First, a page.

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Meeting of West India Merchants, London



Agreeable to previous invitation, an exceedingly numerous meeting of West India Merchants and Planters, on the 18th of January, 1775, assembled at the London Tavern, "to deliberate on the measures necessary to be pursued on this very important crisis."About one o' clock, Beetson Long, Esquire, took the Chair,

When Mr˙ Rose Fuller opened the business by calling the attention of the meeting to what he was about to propose. He stated with conciseness, yet with extreme judgment and precision, the alarming situation into which the present plan of measures respecting America was likely to plunge this country; and from a desire of averting those evils which it so materially concerned the West India Merchants and Planters to prevent, he evinced the absolute necessity of "petitioning Parliament as the only probable means of warding off impending ruin."

Having thus pleaded for a Petition as the ground-work of every subsequent proceeding, Mr˙ Fuller declared, that


before he preferred his motion, he would lay open the whole of his intentions, which were, "first, to move for a Petition; and if that motion passed, then to explain to the meeting the objects to which such Petition should be confined, as well as the particular facts it should set forth."

After some trifling altercation, Mr˙ Fuller' s motion, both for a Petition and the articles to which, in his opinion, the framers should confine themselves, were called for and attended to.

The motion for a Petition was conceived nearly in the following words: —

"That it is the opinion of this meeting, a Petition should be presented to Parliament, representing the alarming state of affairs in the West India Islands, and setting forth the apprehensions of the Petitioners, on account of certain Resolutions entered into by the American Congress, held at Philadelphia, on the 5th of September, 1774; and praying interposition."

Mr˙ Fuller grounded the necessity of a Petition of this kind on the two Resolves of the Congress, whereby they firmly covenant, in behalf of the whole Continent of America, "not to have any commercial dealings, either in the way of Export, or Import, with the West India Islands, unless certain obnoxious Acts, passed by the English Legislature, shall be repealed."

The articles to which Mr˙ Fuller wished the framers of the Petition to confine themselves were, first, "That an investment of stock, the property of various Merchants, to a very large amount, was now placed in the West India Islands, and that, by the circuitous operation of events, the returns arising from this stock would be considerably lessened, and the stock itself would be diminished in value, provided that the stoppage of commercial intercourse between the West India Islands and America, threatened by the Resolves of the Congress, should take effect."

A second article, which Mr˙ Fuller wished the framers of the Petition to state fully, was, "the amount of debt due from the Planters and others in the West India Islands to those Merchants in England with whom they carried on a reciprocal communication."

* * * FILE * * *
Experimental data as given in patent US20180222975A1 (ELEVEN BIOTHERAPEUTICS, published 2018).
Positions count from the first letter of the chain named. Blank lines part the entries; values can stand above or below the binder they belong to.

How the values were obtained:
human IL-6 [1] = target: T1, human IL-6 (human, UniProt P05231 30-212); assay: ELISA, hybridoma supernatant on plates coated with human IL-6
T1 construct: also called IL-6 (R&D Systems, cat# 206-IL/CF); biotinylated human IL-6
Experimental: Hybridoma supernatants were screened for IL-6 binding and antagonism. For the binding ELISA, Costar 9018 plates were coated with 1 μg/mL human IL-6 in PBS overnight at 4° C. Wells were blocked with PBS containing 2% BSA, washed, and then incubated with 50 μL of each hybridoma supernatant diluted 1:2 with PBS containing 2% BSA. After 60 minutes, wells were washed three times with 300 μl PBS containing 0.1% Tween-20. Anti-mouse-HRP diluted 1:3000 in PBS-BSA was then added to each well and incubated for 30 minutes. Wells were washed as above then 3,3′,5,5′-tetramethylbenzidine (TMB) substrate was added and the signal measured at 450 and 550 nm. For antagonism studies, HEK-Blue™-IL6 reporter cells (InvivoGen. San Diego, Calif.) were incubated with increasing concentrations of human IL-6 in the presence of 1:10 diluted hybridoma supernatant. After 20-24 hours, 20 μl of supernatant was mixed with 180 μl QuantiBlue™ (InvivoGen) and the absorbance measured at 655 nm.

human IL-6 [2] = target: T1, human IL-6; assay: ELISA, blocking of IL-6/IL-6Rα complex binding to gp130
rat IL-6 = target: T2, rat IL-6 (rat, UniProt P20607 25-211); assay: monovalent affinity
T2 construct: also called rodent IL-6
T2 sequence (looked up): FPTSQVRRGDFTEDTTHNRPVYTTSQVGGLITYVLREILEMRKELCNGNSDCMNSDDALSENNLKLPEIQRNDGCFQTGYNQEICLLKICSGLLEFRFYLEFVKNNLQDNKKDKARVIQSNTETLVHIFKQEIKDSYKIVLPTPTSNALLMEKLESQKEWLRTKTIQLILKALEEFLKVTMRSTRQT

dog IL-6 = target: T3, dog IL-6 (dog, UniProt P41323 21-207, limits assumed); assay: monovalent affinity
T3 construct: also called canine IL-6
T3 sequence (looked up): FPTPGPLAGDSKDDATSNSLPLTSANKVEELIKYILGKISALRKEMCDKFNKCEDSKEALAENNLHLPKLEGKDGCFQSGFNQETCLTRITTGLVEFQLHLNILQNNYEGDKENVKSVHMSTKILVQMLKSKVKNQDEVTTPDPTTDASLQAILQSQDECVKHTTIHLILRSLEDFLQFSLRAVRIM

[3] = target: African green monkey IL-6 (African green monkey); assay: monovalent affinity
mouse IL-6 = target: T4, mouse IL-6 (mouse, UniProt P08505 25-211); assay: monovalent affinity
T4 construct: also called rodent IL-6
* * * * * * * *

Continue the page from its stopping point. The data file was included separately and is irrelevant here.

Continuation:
Mr˙ Fuller' s motion having been seconded by Sir Philip Gibbes, and ably supported by Mr˙ Walker, Agent for Barbadoes, a very warm and interesting debate ensued. The foremost in opposing it was Mr˙ Willet, of St˙ Kitts, who stated his objections to petitioning substantially thus:

Before a Petition for the removal of an evil was agreed on, it should be determined whether the evil actually existed or not; a Petition for redress implies a state of suffering. Had the West India Merchants yet experienced the smallest inconvenience from any Resolves, passed by the Congress? Mr˙ Willet ventured to answer for them, "that they had not."Were the West India Islands yet in a suffering state? So far from it, that they had now sufficient, and to spare of every article supplied by the North American Colonies; and, if they should hereafter stand in need, they might be easily supplied from Quebec, and various other places willing and able to supply them. As therefore no inconveniences had as yet arisen from the Resolutions of the Congress, the West India Merchants should at least delay their Petition until inconveniences were experienced, which, in the opinion of Mr˙ Willet, would never be the case, as he did not apprehend that the Resolves of the Congress would be long adhered to.

In support of this conjecture, Mr˙ Willet begged leave to produce a letter, dated the 7th December, from Mr˙ Galway, a young man at New-York, a near relation of Sir Ralph Payne, who, Mr˙ Willet observed, was so closely connected with Mr˙ De Lancey, that the sentiments contained in the letter might be supposed exactly consonant with those Mr˙ De Lancey held.

The purport of this letter was, "that the Resolutions of the Congress were never meant to be observed; thatthe Delegates themselves were so ashamed of them, that they were only studying ways and means to elude them; that the moderate party at New-York laughed at these Resolutions, and the most flaming zealots despised themselves for passing them; that as, on the occasion of the Stamp Act, there had been similar confederacies formed, which a defection soon put an end to, there could be no doubt but that a similar defection would